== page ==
The 8 Best Lotions for Eczema of 2022

Aquaphor's Healing Ointment retains moisture at the skin's barrier

We independently research, test, review, and recommend the best products. Healthcare professionals review articles for medical accuracy. Learn more about our process. If you buy something through our links, we may earn a commission.

Over 31 million Americans have some form of eczema—a group of skin conditions that involve dry, itchy rash and recurrent flare-ups—according to the National Eczema Association. Although eczema cannot be cured, it can be treated and maintained using lotions, says Adam Smithee, MD, board-certified dermatologist at Westlake Dermatology in Austin, Texas.

Reviewed & Approved

Aquaphor's Healing Ointment is formulated with glycerin, which retains moisture. Eucerin's Daily Hydration Lotion is non-greasy and can be used on the face.

Lotions can help people "maintain a daily moisturizing regimen as dry skin is eczema-prone skin," he says. “For breakthrough flares, we use topical, anti-inflammatory medications that can help provide relief." There are different types of lotions for specific body parts: facial, body, hand. We researched dozens of lotions for eczema and evaluated them for ingredients, price, scent, and usage. We also consulted with experts, including Dr. Smithee.

Here are the best lotions for eczema on the market.

Best Overall: Aquaphor Healing Ointment

Aquaphor Ointment

 Courtesy of Amazon

  • Preservative- and fragrance-free

  • Ideal size for families

  • Multiuse: Good as a moisturizer and as an ointment for cuts, scrapes

  • Can feel sticky

  • ​​Not suitable for those sensitive to lanolin

Who else recommends it? Good Housekeeping, The Strategist, and Byrdie all picked Aquaphor Healing Ointment.

What do buyers say? 87% of 62,500+ Amazon reviewers rated this product 5 stars.

We love this ointment as our best overall pick because it's made with 41 percent petroleum, but also contains glycerin, which has humectant properties that attract water from the dermis and a humid environment into the epidermis. The addition of lanolin in the ingredient list also adds more occlusive benefits for those who are not allergic. A 2017 study indicates that lanolin can reduce water loss through the skin by 20 to 30 percent, so it helps to hydrate and soften the skin.

Aquaphor is a multitasking skin protectant. It’s not only a great, thicker moisturizer, it can also be used to relieve dry, chapped lips, and can enhance healing and soothe minor cuts, scrapes, and burns.

Price at time of publish: $14

Active Ingredients: Petroleum | Scent: Fragrance-free | Usage: Apply to the affected area and can be used as often as needed

Best Budget: Cetaphil Eczema Soothing Moisturizer

cetaphil eczema calming body moisturizer

Courtesy of Walmart

  • Affordable

  • Fragrance- and paraben-free

  • Non-greasy

  • May not be effective for severe eczema

  • Not suitable for those sensitive or allergic to oat

Studies have shown that oat’s soothing properties can help treat itchiness in dry skin and help reduce inflammation in skin conditions such as eczema. This National Eczema Association–approved Cetaphil lotion contains 1 percent colloidal oatmeal that helps relieve skin irritation.

It also has creamy but non-greasy consistency that's soothing and hydrating without feeling tacky on the skin. It’s a great budget-friendly option for those looking for an effective but still lightweight skin protectant. It’s paraben-, fragrance-, and steroid-free and has been endorsed by the National Eczema Association as gentle for eczema-prone skin.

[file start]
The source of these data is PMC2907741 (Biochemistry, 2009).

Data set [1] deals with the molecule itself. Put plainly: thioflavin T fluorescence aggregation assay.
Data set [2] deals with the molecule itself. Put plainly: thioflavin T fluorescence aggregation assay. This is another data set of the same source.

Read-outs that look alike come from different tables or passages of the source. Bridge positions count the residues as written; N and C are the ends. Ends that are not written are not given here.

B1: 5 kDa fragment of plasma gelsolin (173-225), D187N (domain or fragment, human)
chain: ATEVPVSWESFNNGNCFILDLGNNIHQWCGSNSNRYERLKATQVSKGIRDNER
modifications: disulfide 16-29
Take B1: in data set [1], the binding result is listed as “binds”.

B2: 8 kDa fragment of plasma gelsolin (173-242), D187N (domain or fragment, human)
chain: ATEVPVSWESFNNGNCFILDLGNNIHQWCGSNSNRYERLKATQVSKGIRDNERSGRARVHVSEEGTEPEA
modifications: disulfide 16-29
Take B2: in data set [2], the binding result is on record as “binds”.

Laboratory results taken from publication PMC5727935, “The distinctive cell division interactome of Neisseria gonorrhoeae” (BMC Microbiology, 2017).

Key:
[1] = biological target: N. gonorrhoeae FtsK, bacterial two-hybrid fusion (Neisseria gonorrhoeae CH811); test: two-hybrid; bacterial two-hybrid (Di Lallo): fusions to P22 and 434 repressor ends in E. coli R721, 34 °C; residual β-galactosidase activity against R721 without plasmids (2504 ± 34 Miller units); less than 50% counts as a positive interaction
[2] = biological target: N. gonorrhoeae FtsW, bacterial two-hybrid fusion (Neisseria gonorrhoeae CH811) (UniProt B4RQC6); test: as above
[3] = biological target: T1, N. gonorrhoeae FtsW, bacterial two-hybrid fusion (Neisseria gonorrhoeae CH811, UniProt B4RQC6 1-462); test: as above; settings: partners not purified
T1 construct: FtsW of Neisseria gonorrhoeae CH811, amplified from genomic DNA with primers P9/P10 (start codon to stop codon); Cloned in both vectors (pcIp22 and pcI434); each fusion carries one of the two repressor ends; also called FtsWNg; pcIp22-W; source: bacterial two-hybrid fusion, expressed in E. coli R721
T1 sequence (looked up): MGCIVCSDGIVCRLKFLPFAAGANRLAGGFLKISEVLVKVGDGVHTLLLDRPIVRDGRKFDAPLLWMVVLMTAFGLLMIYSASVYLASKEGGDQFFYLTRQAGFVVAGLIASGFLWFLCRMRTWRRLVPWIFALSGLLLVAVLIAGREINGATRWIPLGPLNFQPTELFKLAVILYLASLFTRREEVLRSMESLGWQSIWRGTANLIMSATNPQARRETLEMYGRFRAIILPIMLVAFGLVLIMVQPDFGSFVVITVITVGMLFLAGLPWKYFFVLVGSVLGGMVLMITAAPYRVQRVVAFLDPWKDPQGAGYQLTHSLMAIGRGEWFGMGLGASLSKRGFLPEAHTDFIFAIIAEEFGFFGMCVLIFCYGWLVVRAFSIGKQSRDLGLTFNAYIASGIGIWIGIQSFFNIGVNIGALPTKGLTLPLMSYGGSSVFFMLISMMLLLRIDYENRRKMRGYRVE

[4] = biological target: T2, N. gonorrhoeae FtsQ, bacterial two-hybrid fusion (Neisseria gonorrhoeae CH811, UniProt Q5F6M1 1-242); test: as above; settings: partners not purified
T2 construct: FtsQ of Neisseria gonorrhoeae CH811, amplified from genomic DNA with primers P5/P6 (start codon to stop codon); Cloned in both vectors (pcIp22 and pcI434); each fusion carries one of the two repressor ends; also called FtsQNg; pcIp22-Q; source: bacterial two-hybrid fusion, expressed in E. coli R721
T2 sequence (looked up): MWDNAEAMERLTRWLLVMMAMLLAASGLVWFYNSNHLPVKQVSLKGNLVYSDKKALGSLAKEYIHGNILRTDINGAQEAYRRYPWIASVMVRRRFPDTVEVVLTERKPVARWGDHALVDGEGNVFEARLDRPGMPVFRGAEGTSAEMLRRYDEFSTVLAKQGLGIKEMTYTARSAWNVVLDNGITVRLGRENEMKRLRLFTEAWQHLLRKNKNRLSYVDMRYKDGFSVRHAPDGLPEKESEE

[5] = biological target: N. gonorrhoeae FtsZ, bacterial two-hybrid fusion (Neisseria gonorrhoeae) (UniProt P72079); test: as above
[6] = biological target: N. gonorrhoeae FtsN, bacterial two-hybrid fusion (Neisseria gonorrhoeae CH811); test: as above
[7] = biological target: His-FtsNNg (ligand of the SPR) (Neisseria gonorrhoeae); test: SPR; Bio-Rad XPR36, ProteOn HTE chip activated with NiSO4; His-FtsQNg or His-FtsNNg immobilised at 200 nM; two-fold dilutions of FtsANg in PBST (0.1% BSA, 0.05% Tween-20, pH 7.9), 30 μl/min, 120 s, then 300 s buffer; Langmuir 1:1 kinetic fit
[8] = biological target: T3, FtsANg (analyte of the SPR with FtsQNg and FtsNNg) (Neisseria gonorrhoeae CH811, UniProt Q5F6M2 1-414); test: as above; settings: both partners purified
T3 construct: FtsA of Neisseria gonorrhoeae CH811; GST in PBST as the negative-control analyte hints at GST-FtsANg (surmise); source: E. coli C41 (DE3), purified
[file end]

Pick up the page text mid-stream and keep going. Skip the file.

Price at time of publish: $16

Active Ingredient: Colloidal oatmeal | Scent: Fragrance-free | Usage: Can be used as often as needed or as recommended by doctor

What the Experts Say

“Cetaphil Daily Hydrating Lotion’s formula has hyaluronic acid, an ingredient recommended for building up the skin’s moisture barrier—it can retain up to 1,000 times its weight in water, so it will keep skin hydrated throughout the day.” —Angie Seelal, registered physician’s assistant (RPA-C) at Advanced Dermatology PC

Best for Face: Eucerin Daily Hydration Lotion

Eucerin Daily Hydration Lotion

Courtesy of CVS

  • Non-greasy and fast-absorbing

  • Fragrance- and dye-free

  • Enriched with sunflower oil and vitamin B5

  • May not be heavy enough for severe eczema or dry skin

  • Slight smell may be unappealing to some

If you’re looking to soothe facial eczema or dry patches on the face, this lightweight, non-greasy lotion is a great pick for daily use. Users find that it hydrates skin effectively but is gentle enough on the most sensitive skin.

The Eucerin Daily Hydration Lotion contains ingredients such as sunflower oil, which studies have found to have benefits for dry and scaly skin, and pro-vitamin B5, which helps moisturize and protect the skin.

Price at time of publish: $29

Active Ingredient: Helianthus Annuus seed oil, petrolatum, glycerin | Scent: Fragrance-free, users report a slight smell | Usage: Apply right after bathing

Best for Body: CeraVe Moisturizing Cream

CeraVe Moisturizing Cream


  • Retains moisture

  • Accepted by National Eczema Association

  • Affordable

  • May not be heavy enough for severe eczema

Scientists have learned that people who have eczema have significantly fewer ceramides, lipids found in skin cells that help the skin retain moisture, in their stratum corneum. A ceramide deficiency can contribute to dry skin, or in the most severe cases, skin conditions such as eczema and psoriasis. That’s why this ingredient is important for a healthy skin barrier.

The CeraVe Moisturizing Cream includes three ceramides to work to lock in moisture, keep irritants out, and help restore the protective barrier in your skin. It’s accepted by the National Eczema Association and has a rich but non-greasy consistency that is suitable for dry or very dry skin. It also contains hyaluronic acid, a humectant that helps improve skin’s hydration levels.

Price at time of publish: $18

Active Ingredients: Glycerin, Ceramide Np, Ceramide Ap, Ceramide Eop | Scent: Fragrance-free | Usage: Can be used as often as needed or as recommended by doctor

Best for Hands: Exederm Flare Control Cream

Exederm Flare Control Cream

Courtesy of Walgreens

  • Contains hydrocortisone to heal irritated skin

  • Relieves itching, inflammation, and rashes quickly

  • Works on hands and face